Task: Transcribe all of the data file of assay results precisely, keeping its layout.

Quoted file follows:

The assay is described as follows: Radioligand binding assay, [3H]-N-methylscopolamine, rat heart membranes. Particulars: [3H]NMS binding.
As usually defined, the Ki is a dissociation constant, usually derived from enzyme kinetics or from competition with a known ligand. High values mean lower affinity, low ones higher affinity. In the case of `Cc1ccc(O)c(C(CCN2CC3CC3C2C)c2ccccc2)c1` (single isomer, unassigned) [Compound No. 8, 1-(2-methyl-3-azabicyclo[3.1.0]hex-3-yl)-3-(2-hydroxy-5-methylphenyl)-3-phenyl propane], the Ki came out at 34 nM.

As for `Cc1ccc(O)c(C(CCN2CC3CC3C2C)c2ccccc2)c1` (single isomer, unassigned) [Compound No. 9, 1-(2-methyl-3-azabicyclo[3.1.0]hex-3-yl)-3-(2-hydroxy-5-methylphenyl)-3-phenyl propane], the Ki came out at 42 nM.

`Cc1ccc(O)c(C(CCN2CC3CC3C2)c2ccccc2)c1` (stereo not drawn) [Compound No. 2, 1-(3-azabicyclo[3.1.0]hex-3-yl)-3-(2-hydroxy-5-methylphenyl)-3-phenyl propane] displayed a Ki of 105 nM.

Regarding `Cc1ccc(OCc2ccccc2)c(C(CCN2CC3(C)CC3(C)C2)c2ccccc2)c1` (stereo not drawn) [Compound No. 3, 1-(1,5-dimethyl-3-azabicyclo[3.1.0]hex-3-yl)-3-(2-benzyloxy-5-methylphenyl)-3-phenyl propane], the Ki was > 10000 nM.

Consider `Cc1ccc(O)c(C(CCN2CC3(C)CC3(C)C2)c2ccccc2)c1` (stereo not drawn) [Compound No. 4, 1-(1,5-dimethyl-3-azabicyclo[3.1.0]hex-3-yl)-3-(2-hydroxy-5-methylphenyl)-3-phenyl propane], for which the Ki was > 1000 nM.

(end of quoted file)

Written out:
The assay is described as follows: Radioligand binding assay, [3H]-N-methylscopolamine, rat heart membranes. Particulars: [3H]NMS binding.
As usually defined, the Ki is a dissociation constant, usually derived from enzyme kinetics or from competition with a known ligand. High values mean lower affinity, low ones higher affinity. In the case of `Cc1ccc(O)c(C(CCN2CC3CC3C2C)c2ccccc2)c1` (single isomer, unassigned) [Compound No. 8, 1-(2-methyl-3-azabicyclo[3.1.0]hex-3-yl)-3-(2-hydroxy-5-methylphenyl)-3-phenyl propane], the Ki came out at 34 nM.

As for `Cc1ccc(O)c(C(CCN2CC3CC3C2C)c2ccccc2)c1` (single isomer, unassigned) [Compound No. 9, 1-(2-methyl-3-azabicyclo[3.1.0]hex-3-yl)-3-(2-hydroxy-5-methylphenyl)-3-phenyl propane], the Ki came out at 42 nM.

`Cc1ccc(O)c(C(CCN2CC3CC3C2)c2ccccc2)c1` (stereo not drawn) [Compound No. 2, 1-(3-azabicyclo[3.1.0]hex-3-yl)-3-(2-hydroxy-5-methylphenyl)-3-phenyl propane] displayed a Ki of 105 nM.

Regarding `Cc1ccc(OCc2ccccc2)c(C(CCN2CC3(C)CC3(C)C2)c2ccccc2)c1` (stereo not drawn) [Compound No. 3, 1-(1,5-dimethyl-3-azabicyclo[3.1.0]hex-3-yl)-3-(2-benzyloxy-5-methylphenyl)-3-phenyl propane], the Ki was > 10000 nM.

Consider `Cc1ccc(O)c(C(CCN2CC3(C)CC3(C)C2)c2ccccc2)c1` (stereo not drawn) [Compound No. 4, 1-(1,5-dimethyl-3-azabicyclo[3.1.0]hex-3-yl)-3-(2-hydroxy-5-methylphenyl)-3-phenyl propane], for which the Ki was > 1000 nM.